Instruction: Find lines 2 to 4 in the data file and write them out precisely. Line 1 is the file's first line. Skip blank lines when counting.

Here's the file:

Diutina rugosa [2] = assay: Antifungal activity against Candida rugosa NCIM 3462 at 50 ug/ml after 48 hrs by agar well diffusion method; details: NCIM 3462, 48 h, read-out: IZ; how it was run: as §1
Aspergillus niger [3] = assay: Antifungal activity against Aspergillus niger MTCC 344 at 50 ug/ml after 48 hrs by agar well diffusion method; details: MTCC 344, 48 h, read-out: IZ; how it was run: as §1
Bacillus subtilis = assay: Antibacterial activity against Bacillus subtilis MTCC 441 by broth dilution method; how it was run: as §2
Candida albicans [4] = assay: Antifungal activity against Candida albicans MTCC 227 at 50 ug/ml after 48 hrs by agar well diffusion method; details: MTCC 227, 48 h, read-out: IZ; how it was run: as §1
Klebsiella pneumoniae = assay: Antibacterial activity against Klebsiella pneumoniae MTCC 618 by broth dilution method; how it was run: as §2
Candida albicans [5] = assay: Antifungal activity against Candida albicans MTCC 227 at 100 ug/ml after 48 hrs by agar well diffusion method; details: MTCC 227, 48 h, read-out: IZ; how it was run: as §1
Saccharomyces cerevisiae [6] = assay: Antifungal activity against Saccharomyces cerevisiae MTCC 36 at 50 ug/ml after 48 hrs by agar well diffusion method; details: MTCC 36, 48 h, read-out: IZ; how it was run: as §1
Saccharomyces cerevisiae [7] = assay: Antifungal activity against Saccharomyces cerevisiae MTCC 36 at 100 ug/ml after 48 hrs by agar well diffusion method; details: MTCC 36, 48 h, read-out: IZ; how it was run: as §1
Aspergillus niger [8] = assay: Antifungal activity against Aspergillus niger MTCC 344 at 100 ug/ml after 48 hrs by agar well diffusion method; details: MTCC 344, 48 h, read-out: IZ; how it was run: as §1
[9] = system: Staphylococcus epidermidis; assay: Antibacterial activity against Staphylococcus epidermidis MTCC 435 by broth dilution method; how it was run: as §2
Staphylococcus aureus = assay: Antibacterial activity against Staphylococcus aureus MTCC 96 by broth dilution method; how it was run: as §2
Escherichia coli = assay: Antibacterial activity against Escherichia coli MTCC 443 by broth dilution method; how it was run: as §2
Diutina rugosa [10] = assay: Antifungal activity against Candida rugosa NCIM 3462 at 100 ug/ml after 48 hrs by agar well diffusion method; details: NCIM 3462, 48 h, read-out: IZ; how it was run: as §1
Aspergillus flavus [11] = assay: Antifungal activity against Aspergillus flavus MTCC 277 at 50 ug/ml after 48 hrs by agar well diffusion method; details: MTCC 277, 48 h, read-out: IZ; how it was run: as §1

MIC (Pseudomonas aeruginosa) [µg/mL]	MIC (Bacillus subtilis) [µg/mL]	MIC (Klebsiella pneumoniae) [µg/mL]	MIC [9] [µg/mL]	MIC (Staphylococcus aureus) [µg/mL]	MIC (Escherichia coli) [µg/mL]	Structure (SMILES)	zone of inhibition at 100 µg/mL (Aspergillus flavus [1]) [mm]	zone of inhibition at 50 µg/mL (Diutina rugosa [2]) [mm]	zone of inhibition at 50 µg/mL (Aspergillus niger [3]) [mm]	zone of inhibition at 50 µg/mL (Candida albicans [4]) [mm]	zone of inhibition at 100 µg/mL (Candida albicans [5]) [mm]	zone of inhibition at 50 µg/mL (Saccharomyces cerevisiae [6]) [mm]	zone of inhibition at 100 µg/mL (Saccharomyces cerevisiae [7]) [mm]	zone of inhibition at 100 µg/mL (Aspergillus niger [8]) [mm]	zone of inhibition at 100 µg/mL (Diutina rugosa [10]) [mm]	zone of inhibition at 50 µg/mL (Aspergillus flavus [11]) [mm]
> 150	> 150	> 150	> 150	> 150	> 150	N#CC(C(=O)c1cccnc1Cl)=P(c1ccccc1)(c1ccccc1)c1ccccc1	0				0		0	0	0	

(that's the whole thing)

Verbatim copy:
Aspergillus niger [3] = assay: Antifungal activity against Aspergillus niger MTCC 344 at 50 ug/ml after 48 hrs by agar well diffusion method; details: MTCC 344, 48 h, read-out: IZ; how it was run: as §1
Bacillus subtilis = assay: Antibacterial activity against Bacillus subtilis MTCC 441 by broth dilution method; how it was run: as §2
Candida albicans [4] = assay: Antifungal activity against Candida albicans MTCC 227 at 50 ug/ml after 48 hrs by agar well diffusion method; details: MTCC 227, 48 h, read-out: IZ; how it was run: as §1